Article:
The Route 1 corridor’s rapidly growing community of farmers, roasters, brewers and distillers are working together in some surprising ways.
In recent years, a number of interesting artisanal businesses have started up locally, a sign of a healthy, dynamic community.
But the cooperative efforts that they’re engaging in are an even better sign.
The latest example: Mount Rainier’s New Brooklyn Farms has launched a “farmer in residence” with Stephanie Freeman to grow produce for Relish Market inside the Savor at Studio 3807 food hall just up the street in Brentwood, slated to open in the coming months.
Doug Adams bought some land next to his childhood home in the heart of Mount Rainier and began growing food in container gardens. As part of New Brooklyn Farms, he is building a 30-foot-by-48-foot high tunnel hoophouse from scratch on the site in order to grow a select variety of rare and specialty herbs, peppers, greens, and flowers. That’s in addition to what he’s already growing: lemon thyme, microgreens and a rare Trinidadian pimento pepper.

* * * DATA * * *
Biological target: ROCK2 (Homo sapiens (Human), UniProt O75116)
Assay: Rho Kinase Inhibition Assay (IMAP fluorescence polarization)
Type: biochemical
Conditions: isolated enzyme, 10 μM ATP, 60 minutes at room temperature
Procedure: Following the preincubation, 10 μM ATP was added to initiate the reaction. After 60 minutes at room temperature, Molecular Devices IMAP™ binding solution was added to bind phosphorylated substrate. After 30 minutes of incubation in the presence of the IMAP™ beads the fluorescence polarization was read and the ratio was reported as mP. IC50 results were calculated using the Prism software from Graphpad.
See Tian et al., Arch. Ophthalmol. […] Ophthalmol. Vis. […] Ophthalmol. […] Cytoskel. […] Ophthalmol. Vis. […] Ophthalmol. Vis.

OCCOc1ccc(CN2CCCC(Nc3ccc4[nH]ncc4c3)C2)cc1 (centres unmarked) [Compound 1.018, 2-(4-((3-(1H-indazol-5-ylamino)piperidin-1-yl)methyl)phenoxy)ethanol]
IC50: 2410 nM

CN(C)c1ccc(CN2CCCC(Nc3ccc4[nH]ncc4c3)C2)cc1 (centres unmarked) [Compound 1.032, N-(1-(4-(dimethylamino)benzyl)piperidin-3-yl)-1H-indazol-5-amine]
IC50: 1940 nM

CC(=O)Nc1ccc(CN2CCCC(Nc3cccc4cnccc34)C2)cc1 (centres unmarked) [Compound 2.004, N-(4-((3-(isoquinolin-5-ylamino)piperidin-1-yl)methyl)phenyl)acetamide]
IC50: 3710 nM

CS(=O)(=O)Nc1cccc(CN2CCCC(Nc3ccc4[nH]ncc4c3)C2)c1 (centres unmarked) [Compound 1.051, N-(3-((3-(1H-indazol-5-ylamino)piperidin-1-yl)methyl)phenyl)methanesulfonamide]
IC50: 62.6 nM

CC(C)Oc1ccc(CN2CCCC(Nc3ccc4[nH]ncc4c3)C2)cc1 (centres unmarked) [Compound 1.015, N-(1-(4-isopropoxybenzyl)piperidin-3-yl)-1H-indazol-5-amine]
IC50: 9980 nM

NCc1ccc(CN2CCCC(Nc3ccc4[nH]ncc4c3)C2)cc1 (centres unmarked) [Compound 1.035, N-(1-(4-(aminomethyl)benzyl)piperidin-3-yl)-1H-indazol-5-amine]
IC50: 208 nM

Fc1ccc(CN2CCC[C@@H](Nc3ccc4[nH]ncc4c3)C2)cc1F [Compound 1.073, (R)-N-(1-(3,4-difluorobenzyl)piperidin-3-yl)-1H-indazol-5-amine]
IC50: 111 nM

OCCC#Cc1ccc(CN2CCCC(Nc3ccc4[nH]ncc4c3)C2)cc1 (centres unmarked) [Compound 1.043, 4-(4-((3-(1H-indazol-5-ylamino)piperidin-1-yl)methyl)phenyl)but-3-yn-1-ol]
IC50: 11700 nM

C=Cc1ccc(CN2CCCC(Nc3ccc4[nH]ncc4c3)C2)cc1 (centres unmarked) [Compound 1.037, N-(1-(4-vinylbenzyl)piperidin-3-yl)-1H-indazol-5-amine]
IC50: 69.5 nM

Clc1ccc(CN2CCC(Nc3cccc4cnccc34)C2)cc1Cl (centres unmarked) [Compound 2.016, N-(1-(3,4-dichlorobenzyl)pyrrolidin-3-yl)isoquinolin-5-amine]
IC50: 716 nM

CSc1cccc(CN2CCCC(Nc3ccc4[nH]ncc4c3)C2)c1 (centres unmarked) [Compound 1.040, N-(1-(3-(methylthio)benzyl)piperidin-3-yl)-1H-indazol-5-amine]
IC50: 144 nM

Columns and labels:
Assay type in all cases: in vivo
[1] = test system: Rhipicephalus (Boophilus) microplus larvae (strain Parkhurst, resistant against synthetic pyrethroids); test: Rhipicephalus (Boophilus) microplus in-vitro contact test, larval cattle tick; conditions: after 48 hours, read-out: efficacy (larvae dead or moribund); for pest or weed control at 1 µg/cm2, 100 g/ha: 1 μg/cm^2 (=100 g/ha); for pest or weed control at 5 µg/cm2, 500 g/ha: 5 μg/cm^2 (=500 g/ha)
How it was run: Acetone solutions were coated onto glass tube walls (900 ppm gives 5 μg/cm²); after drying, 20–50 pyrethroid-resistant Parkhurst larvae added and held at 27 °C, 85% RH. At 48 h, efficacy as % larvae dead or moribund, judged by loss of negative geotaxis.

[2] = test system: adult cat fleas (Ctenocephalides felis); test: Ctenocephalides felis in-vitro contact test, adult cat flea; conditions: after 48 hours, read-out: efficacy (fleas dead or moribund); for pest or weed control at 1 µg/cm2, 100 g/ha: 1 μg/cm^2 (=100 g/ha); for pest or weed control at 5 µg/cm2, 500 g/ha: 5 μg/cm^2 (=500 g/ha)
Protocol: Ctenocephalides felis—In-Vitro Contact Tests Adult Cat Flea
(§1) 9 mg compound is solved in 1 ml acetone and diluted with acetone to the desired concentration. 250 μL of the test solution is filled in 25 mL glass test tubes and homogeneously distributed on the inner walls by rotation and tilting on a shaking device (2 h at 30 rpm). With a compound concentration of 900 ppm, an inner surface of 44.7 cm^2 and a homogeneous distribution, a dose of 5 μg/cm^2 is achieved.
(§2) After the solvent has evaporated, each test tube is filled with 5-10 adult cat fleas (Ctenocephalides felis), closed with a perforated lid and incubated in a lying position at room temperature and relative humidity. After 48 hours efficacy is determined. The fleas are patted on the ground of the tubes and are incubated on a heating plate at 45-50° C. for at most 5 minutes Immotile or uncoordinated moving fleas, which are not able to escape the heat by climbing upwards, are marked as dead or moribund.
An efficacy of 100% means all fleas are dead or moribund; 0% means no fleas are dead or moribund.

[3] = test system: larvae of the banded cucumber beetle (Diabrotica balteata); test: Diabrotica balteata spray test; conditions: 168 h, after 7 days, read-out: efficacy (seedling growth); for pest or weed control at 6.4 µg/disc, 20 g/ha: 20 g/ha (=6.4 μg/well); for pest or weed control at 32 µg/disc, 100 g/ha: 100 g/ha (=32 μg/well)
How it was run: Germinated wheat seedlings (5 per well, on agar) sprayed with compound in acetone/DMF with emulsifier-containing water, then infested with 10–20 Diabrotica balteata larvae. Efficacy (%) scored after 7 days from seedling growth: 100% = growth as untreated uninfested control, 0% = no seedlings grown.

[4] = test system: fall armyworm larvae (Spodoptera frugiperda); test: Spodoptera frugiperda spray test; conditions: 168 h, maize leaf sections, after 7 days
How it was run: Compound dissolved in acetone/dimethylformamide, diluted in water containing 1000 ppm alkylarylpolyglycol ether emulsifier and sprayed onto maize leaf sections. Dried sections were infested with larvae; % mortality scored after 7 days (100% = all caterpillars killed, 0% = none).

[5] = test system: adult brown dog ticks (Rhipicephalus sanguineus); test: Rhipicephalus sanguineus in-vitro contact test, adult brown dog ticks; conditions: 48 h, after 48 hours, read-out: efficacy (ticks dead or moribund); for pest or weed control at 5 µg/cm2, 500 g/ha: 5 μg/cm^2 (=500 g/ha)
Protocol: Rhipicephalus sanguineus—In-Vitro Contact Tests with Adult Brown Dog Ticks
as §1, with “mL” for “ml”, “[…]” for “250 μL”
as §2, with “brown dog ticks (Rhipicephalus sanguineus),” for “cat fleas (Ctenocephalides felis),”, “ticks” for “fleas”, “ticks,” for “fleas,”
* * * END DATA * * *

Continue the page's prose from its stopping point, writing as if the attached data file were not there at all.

The urban farm, which is slated to officially open soon, is also partnering with College Park’s Numi Yoga studio to host a “Yoga @ the Park” event on Sept. 30 in a green event space area of the farm, with yoga followed by a tasting of craft beverage featuring lemon thyme grown at the farm.
And New Brooklyn Farms is just one example of this cooperative effort taking place along the Route 1 corridor.
And that’s not to mention the local businesses selling food from Shortcake Bakery or getting furniture from Community Forklift and Tanglewood Works, or the close relationships between Tanglewood, Cookie Wear and Suffragette City.
It’s great that Route 1 has so many interesting artisanal businesses, but it’s even better that they’re working so well together.
If you want to follow the progress of New Brooklyn Farms, check out their active Instagram page.